The Yankees have a number of needs this offseason. They have open spots in their rotation, bullpen, third base, shortstop, second base, catcher, and they could really use another formidable outfielder. Their biggest need is offense, home runs, and it really doesn’t matter where they get it from. When Jose Dariel Abreu was available a few weeks ago, I was a little surprised that the Yankees weren’t more involved. Even though he had no position with the club, a projectable power hitter that comes relatively cheap without costing draft picks should be highly valued. For a team as desperate for offense as the Yankees, teams should try to find creative ways to put a 30+ home run player on the field.

There are few power threats available in free agency this offseason, most of the big names are pitchers. Outside of Curtis Granderson, Robinson Cano, and Carlos Beltran there are few free agents that can put up 30+ home runs.…

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Hypothetical Trades: Robinson Cano for Jurickson Profar

(Photo Credit: Julie Fennell)

(Photo Credit: Julie Fennell)

The title is self explanatory. Would you trade Robinson Cano for Jurickson Profar straight up? This was actually a possibility at one point, whether the Yankees actually considered this trade is the mystery.

Let’s rewind to a few months ago, around the trade deadline. Robinson Cano is in his final year of his contract. He’s expecting to get big money and a long term extension, something along the lines of $175 million for 7-10 years. At the age of 30, there are some questions about how well he will age. There’s no reason to anticipate any immediate dramatic regression, but these things are unpredictable. At the moment, he’s playing great baseball, however, the Yankees’ chance of making the post-season is questionable. Perhaps trading Cano as a rental to another team makes sense.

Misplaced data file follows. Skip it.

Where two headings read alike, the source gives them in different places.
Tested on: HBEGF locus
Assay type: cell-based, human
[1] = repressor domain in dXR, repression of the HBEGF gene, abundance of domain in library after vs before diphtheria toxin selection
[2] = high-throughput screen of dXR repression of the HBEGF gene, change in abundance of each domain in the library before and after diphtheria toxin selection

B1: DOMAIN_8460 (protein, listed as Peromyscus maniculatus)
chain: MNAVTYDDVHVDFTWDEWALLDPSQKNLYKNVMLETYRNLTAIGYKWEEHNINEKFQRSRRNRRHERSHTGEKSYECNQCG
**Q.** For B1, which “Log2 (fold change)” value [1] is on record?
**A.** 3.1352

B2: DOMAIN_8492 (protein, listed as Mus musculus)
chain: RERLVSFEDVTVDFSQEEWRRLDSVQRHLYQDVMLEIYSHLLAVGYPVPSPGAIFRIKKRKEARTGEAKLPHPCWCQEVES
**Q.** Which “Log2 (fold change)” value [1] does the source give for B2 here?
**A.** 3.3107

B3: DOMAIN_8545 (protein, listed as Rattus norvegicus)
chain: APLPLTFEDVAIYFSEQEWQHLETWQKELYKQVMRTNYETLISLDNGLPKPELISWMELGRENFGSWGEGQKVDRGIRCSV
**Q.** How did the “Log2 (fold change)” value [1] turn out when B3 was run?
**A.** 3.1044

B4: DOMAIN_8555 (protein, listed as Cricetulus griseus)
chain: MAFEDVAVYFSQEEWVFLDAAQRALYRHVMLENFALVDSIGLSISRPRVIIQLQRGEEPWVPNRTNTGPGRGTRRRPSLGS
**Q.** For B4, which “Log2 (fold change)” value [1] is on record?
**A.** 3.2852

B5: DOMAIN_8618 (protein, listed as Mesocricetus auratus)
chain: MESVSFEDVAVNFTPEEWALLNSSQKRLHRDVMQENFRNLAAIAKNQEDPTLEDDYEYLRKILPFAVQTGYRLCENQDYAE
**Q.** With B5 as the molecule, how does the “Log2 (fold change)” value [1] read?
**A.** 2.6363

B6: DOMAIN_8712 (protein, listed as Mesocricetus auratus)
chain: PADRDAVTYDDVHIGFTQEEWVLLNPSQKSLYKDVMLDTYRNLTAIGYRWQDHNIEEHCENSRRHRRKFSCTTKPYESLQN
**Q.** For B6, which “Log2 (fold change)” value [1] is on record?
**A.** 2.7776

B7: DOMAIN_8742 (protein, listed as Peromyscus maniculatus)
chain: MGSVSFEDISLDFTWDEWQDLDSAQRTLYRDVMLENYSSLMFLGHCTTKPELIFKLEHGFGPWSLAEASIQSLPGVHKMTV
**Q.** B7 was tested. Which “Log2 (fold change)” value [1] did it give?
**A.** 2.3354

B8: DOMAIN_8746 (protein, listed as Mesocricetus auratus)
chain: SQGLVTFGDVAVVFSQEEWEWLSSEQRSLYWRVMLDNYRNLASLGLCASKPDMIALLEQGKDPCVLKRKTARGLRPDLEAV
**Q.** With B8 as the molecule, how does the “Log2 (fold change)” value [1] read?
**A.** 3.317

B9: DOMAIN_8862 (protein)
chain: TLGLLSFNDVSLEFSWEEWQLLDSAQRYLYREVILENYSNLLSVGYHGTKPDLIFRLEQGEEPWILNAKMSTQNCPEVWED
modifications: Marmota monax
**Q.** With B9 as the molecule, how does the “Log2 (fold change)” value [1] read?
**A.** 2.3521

Meanwhile, the Rangers are looking for another great bat to add to their lineup as they reach for a playoff spot. If they were to obtain Cano, they could move Kinsler to the outfield or first base.…

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The Case For Roy Halladay

AP Photo/Christopher Szagola

AP Photo/Christopher Szagola

Last Friday, I mused on the possible acquisition of Dan Haren. There are numerous reasons why Haren doesn’t make sense for the Yankees, but I did come to the conclusion that, at it’s core, the idea of acquiring another starting pitcher is sound. Most notably, adding another starting pitcher would move Phil Hughes from the rotation to the bullpen, improving the team in two ways, by upgrading a starting pitcher and adding a possible high upside reliever. And as I also mentioned on Friday, the Yankees need to make every upgrade they can for September, even if it’s minor on the surface.

But very rarely will an organization find a top of the rotation starting pitcher available during August. The waiver trade deadline on August 31st is usually reserved for salary dumps and lottery tickets. While Dan Haren is less of a gamble than most pitchers currently available, he has far from any upside in the AL East, even if you believe that his last month and a half of production outweighs his first three months.…